Geneva-While the global aviation industry’s net profit is expected to rise to over US$38 billion in 2018, up from US$34.5 billion anticipated net profit at the end of 2017, African carriers are projected to continue making losses of up to US$100 million in 2018.
According to the International Air Transport Association (IATA), African air carriers already suffered a collective net loss of US$100 million in 2017. Public Enterprises Minister, Leon Jooste, recently said that while he does not expect Air Namibia to post a profit in the short term, he does expect the national airline to significantly reduce losses, and to gradually move towards break-even, and eventually a profitable balance sheet, within an acceptable time.
Speaking at IATA’s Global Media Day here yesterday, Alexandre de Juniac, IATA’s director general and CEO, noted that stronger forecast economic growth in Africa is expected to support demand growth of eight percent in 2018, slightly outpacing the announced capacity expansion of 7.5 percent.
“The wider economic situation is only improving slowly in Africa, which hampers the financial performance of its airlines. The key Nigerian economy is only just out of recession and growth in South Africa remains extremely weak. While traffic is growing, passenger load factors for African airlines are just over 70 percent, which is over 10 percentage points lower than the industry average. With high fixed costs this low utilisation makes it very difficult to make a profit. Stronger economic growth will help in 2018, but the continent’s governments need a concerted effort to further liberalise to promote growth of intra-Africa connectivity,” said De Juniac.
He added that while prospects are slowly improving for Africa’s aviation industry and welcomed better connectivity between African countries, he cautioned that policies by African governments do not provide enough ‘openness’ to help airlines develop.
De Juniac pointed out that the major challenges for African airlines include inefficiency, high costs and low load factors.
Globally, De Juniac mentioned, strong demand, increased efficiency and reduced interest payments will help international airlines improve net profitability in 2018 despite rising costs. The year 2018 is expected to be the fourth consecutive year of sustainable profits for global airlines with a return on invested capital (9.4 percent), exceeding the industry’s average cost of capital (7.4 percent).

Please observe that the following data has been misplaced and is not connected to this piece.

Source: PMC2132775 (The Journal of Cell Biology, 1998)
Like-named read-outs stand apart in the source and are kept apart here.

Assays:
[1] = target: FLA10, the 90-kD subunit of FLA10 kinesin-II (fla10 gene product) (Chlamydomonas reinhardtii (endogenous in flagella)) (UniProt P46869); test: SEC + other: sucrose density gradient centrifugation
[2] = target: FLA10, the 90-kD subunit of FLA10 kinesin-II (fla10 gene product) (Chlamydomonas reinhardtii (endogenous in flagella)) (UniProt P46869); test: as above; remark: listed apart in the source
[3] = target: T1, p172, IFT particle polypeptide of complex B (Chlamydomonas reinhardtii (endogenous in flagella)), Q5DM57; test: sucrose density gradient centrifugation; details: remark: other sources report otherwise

“These are good times for the global air transport industry. Safety performance is solid. We have a clear strategy that is delivering results on environmental performance. More people than ever are travelling. The demand for air cargo is at its strongest level in over a decade. Employment is growing. More routes are being opened. Airlines are achieving sustainable levels of profitability. It’s still, however, a tough business, and we are being challenged on the cost front by rising fuel, labour and infrastructure expenses,” said De Juniac.
“The industry also faces long-term challenges. Many of them are in the hands of governments. Aviation is the business of freedom and a catalyst for growth and development. To continue to deliver on our full potential, governments need to raise their game –implementing global standards on security, finding a reasonable level of taxation, delivering smarter regulation and building the cost-efficient infrastructure to accommodate growing demand.
The benefits of aviation are compelling – 2.7 million direct jobs and critical support for 3.5 percent of global economic activity. And the industry is ready to partner with governments to reinforce the foundations for global connectivity that are vital to modern life,” De Juniac stated.